Here are some of the latest health and medical news developments, compiled by the editors of HealthDay:
Old Vials of Smallpox Found in NIH Building
Decades-old vials of smallpox were discovered last week by workers cleaning out an old storage room at a research center near Washington, D.C., Centers for Disease Control and Prevention officials revealed Tuesday.
They said the six glass vials of freeze-dried virus -- which may date from the 1950s -- were intact and sealed with melted glass, and that the virus may have been dead because it hadn't been refrigerated over the years, the Associated Press reported.
It's the first time that unaccounted-for smallpox has been found, according to the agency officials. They said no one has been infected, and no smallpox contamination was found in the building at the National Institutes of Health in Bethesda, Maryland.
Smallpox was declared eradicated in the 1980s and it was thought that the only remaining samples were in highly-secure laboratories in Atlanta and Russia, the AP reported.
Sierra Leone and Liberia Report 50 New Ebola Cases in Past Week: WHO
There have been 50 new Ebola cases reported in Sierra Leone and Liberia since last week, according to the World Health Organization.
The U.N. health agency said there have been 34 new cases of the deadly disease reported by Sierra Leone and 16 by Liberia since July 3, the Associated Press reported.
Guinea is another country that's been affected by the Ebola outbreak in West Africa, but it had no new cases during the past week.
As of Sunday, there have been 844 cases of Ebola in the three nations, including 518 deaths, WHO officials said, the AP reported.
Alzheimer's Blood Test a 'Major' Step Closer: Study
A major advance has been made in creating a blood test to predict when at-risk people will develop Alzheimer's disease, according to scientists.
In a study that included more than 1,000 people, the British researchers identified proteins in the blood that were 87 percent accurate in forecasting which people with mild cognitive impairment would develop Alzheimer's within a year, BBC News reported.
The findings, published in the journal Alzheimer's and Dementia, will be used to improve studies of new drugs to treat Alzheimer's.
"We want to be able to identify people to enter clinical trials earlier than they currently do and that's really what we've been aiming at," lead researcher Professor Simon Lovestone, University of Oxford, told BBC News.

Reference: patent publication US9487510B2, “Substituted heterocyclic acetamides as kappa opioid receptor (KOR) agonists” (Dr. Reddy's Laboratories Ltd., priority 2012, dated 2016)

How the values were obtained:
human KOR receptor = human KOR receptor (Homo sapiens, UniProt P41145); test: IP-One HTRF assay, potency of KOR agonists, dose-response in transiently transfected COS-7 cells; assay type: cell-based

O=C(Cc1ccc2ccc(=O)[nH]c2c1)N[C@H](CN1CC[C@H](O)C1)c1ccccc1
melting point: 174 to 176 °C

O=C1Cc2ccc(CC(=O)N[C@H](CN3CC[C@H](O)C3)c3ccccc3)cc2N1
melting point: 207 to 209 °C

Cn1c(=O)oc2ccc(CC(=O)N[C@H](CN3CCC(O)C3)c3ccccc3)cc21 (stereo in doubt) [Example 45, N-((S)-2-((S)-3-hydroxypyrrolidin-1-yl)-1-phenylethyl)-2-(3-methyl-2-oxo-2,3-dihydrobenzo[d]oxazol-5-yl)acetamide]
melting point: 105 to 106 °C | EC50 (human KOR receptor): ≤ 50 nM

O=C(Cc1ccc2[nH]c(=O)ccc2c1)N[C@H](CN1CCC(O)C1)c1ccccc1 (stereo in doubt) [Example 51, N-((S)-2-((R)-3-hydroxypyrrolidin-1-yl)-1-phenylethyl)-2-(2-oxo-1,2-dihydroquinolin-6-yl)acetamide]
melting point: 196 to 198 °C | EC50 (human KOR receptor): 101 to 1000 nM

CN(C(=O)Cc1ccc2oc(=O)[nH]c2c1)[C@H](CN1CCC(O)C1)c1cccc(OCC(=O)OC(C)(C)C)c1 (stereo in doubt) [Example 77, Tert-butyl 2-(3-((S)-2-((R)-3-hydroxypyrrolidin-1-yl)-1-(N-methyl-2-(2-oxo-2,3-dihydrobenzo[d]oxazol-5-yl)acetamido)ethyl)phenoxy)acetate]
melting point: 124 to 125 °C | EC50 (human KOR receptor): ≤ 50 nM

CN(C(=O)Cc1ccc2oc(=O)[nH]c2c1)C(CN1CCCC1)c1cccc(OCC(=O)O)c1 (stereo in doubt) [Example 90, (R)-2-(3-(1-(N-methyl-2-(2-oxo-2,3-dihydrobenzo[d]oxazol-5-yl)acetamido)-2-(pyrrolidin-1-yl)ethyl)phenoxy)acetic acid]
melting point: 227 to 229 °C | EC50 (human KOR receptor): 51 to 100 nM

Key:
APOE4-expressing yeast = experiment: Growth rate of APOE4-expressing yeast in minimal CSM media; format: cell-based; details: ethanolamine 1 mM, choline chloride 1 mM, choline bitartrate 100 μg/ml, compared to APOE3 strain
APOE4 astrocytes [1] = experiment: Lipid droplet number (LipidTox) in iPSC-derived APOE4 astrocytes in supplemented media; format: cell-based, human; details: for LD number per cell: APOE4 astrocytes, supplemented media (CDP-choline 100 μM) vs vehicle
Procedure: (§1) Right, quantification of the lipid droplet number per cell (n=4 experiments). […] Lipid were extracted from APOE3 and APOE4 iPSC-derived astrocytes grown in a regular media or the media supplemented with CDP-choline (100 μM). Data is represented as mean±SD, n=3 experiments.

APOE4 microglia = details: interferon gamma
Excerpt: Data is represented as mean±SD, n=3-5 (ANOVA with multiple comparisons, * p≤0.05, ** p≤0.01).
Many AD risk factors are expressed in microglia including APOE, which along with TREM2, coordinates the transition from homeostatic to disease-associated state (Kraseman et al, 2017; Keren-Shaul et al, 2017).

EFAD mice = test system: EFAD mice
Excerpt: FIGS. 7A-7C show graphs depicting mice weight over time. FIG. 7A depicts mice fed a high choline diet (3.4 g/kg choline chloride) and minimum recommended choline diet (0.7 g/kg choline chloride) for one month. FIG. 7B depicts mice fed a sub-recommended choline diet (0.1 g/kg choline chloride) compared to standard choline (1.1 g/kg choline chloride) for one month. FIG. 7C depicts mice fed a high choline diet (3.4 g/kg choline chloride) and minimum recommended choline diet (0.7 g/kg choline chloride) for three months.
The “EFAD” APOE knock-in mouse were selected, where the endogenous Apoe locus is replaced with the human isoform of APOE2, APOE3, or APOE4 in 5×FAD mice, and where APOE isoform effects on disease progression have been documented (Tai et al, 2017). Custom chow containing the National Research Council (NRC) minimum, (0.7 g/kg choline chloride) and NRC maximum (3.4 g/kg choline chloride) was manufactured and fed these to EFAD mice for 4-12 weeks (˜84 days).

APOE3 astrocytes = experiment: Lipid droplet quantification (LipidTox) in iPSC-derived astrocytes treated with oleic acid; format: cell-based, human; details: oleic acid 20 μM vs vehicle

However, the test may eventually be available for doctors to use on patients.
"Having a protein test is really a major step forwards," Dr. Ian Pike, chief operating officer at Proteome Sciences, told BBC News.
"[It] will take several years and need many more patients before we can be certain these tests are suitable for routine clinical use, that process can start fairly quickly now," he added.
Researchers Switch Woman's Consciousness On and Off
It may be possible to turn a person's consciousness on and off, a new study case suggests.
Researchers implanted electrodes in the brain of 54-year-old woman with epilepsy in order to pinpoint the part of the brain that was causing her seizures. One of the regions they tested was the claustrum, a thin layer of neurons connected to the neocortex center of the brain, CBS News reported.
When the scientists applied electrical stimulation to the claustrum, the woman went into a state of unconsciousness. When the stimulation was turned off, she returned to a normal state of consciousness and did not remember what had just happened.
The study was published in the journal Epilepsy and Behavior.
Close Foster Farms Until Salmonella Outbreak Over: Lawmakers
All Foster Farms poultry plants should be closed down until a salmonella outbreak that has sickened more than 600 people is confirmed to be over, two members of Congress say.
Since March 2013, at least 621 people in 29 states and Puerto Rico have been sickened by salmonella linked to chicken produced by California-based Foster Farms, NBC News reported.
The call for the company to be shut down until the outbreak is resolved was made Monday by Rep. Rosa DeLauro, D-Conn., and Rep. Louise Slaughter, D-N.Y., who have introduced a bill that would make food recalls mandatory during such outbreaks.
The lawmakers made their demand for Foster Farms to be closed after a July 3 announcement that the company was voluntarily recalling all chicken parts produced during several days in March, and a July 4 Centers for Disease Control and Prevention update about how many people have been sickened in the outbreak.
The USDA and Foster Farms refused to reveal how many pounds of chicken were recalled on July 3, saying only that it was an "undetermined amount," NBC News reported.
USDA Food Safety and Inspection Service officials said until now, they weren't able to confirm a direct link between Foster Farms chicken and the salmonella outbreak. They also said they have no authority to issue a mandatory recall of Foster Farms chicken or to close the company's plants.
However, federal officials did order a shutdown last winter after they discovered cockroaches at a Foster Farms plant, NBC News reported.
"How many more people will fall ill, or even be hospitalized, before USDA does the right thing and cracks down on companies that threaten our families' health and safety?" DeLauro and Slaughter said.